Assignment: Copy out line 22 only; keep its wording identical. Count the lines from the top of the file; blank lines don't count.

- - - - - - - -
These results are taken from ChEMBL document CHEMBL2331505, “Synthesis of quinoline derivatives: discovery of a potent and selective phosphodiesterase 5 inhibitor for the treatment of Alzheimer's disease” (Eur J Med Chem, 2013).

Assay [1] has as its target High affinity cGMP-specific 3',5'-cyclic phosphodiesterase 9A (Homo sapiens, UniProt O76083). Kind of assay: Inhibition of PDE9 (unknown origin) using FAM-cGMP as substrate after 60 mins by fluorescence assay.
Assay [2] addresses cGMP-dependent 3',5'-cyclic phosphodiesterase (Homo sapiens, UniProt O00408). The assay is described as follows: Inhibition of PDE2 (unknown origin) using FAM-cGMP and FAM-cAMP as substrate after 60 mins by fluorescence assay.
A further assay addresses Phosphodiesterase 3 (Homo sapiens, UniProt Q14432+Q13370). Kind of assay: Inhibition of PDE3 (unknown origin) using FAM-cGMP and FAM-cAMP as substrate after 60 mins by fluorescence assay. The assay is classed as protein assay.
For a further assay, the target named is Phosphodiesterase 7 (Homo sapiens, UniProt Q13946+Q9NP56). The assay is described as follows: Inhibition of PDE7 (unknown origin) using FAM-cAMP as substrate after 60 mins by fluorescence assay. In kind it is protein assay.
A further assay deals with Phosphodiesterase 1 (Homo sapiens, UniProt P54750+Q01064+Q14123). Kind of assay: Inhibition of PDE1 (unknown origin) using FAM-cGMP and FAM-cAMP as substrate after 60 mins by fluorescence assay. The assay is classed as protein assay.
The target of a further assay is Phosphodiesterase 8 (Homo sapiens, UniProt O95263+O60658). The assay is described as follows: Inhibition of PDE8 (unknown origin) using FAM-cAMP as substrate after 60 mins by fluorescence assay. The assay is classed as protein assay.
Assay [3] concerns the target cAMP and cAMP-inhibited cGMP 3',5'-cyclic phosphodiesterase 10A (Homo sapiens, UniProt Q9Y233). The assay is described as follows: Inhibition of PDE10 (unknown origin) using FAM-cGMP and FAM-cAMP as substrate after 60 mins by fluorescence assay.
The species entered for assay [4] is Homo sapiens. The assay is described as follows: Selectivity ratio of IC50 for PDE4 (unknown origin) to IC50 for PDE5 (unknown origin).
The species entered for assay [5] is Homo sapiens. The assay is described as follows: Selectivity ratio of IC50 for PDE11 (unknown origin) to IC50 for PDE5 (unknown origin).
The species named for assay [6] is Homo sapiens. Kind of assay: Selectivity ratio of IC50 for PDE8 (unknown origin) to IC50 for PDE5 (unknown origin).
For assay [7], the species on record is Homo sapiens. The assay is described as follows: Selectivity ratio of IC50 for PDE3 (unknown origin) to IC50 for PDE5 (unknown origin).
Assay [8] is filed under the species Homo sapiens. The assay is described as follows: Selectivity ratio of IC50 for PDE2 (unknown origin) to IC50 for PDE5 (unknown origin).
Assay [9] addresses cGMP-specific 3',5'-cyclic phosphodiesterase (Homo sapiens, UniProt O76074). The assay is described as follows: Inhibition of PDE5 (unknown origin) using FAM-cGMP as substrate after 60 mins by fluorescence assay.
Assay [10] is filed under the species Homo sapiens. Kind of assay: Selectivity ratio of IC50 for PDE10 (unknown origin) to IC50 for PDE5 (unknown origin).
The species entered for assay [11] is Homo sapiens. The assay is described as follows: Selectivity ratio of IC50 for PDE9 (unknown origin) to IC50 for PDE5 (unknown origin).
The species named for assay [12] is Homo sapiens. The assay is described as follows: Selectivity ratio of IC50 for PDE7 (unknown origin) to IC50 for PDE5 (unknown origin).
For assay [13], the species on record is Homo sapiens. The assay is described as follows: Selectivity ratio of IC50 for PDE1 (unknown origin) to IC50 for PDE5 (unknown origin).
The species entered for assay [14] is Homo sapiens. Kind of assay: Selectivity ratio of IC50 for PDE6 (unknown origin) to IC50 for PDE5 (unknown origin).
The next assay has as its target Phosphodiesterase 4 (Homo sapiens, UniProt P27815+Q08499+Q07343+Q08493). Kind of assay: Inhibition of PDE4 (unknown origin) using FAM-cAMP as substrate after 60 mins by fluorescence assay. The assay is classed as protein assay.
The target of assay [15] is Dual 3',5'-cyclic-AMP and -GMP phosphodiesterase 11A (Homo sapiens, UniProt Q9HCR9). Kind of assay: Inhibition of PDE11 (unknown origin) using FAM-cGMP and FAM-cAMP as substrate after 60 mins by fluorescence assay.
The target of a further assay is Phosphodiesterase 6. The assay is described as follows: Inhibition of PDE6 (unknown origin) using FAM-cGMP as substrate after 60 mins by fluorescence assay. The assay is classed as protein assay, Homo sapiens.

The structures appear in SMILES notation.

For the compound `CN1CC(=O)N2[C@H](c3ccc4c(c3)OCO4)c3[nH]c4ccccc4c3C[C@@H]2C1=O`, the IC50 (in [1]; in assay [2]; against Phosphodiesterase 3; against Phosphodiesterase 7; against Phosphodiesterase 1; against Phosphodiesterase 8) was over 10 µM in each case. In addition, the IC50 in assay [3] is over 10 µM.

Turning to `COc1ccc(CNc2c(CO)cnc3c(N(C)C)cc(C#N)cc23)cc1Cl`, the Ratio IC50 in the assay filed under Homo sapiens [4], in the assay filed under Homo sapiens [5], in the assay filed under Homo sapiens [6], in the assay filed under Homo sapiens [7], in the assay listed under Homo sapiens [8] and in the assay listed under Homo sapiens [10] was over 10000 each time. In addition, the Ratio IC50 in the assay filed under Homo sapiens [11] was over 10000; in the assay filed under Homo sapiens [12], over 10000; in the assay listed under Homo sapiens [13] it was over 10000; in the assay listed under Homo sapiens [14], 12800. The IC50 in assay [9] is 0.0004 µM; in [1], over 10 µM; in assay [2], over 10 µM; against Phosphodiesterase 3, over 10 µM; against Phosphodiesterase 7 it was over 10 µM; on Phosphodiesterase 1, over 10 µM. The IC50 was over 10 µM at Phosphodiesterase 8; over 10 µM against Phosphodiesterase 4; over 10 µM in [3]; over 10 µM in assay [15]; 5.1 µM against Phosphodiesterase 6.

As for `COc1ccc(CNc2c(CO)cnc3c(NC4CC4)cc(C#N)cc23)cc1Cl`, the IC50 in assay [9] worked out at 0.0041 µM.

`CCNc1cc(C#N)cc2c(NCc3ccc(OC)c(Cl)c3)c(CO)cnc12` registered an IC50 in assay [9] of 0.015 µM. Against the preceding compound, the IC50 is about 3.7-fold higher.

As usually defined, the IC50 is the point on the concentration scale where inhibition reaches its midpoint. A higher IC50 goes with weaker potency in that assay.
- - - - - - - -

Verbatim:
The target of a further assay is Phosphodiesterase 6. The assay is described as follows: Inhibition of PDE6 (unknown origin) using FAM-cGMP as substrate after 60 mins by fluorescence assay. The assay is classed as protein assay, Homo sapiens.